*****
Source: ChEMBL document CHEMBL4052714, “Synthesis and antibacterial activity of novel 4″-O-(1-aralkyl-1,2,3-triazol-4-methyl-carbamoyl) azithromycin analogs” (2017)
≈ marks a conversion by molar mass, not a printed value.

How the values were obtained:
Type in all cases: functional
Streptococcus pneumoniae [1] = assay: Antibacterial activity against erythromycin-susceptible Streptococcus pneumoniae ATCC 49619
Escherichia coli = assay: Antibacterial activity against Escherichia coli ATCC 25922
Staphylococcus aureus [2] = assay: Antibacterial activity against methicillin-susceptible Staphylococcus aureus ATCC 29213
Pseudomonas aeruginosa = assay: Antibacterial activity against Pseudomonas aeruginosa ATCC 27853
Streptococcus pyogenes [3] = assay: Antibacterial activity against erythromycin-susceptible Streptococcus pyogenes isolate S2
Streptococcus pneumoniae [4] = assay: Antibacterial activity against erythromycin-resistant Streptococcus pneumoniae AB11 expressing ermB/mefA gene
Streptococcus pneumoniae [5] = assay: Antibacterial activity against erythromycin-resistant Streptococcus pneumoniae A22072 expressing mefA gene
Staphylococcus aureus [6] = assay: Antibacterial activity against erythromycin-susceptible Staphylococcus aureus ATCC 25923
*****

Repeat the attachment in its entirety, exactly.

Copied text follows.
Source: ChEMBL document CHEMBL4052714, “Synthesis and antibacterial activity of novel 4″-O-(1-aralkyl-1,2,3-triazol-4-methyl-carbamoyl) azithromycin analogs” (2017)
≈ marks a conversion by molar mass, not a printed value.

How the values were obtained:
Type in all cases: functional
Streptococcus pneumoniae [1] = assay: Antibacterial activity against erythromycin-susceptible Streptococcus pneumoniae ATCC 49619
Escherichia coli = assay: Antibacterial activity against Escherichia coli ATCC 25922
Staphylococcus aureus [2] = assay: Antibacterial activity against methicillin-susceptible Staphylococcus aureus ATCC 29213
Pseudomonas aeruginosa = assay: Antibacterial activity against Pseudomonas aeruginosa ATCC 27853
Streptococcus pyogenes [3] = assay: Antibacterial activity against erythromycin-susceptible Streptococcus pyogenes isolate S2
Streptococcus pneumoniae [4] = assay: Antibacterial activity against erythromycin-resistant Streptococcus pneumoniae AB11 expressing ermB/mefA gene
Streptococcus pneumoniae [5] = assay: Antibacterial activity against erythromycin-resistant Streptococcus pneumoniae A22072 expressing mefA gene
Staphylococcus aureus [6] = assay: Antibacterial activity against erythromycin-susceptible Staphylococcus aureus ATCC 25923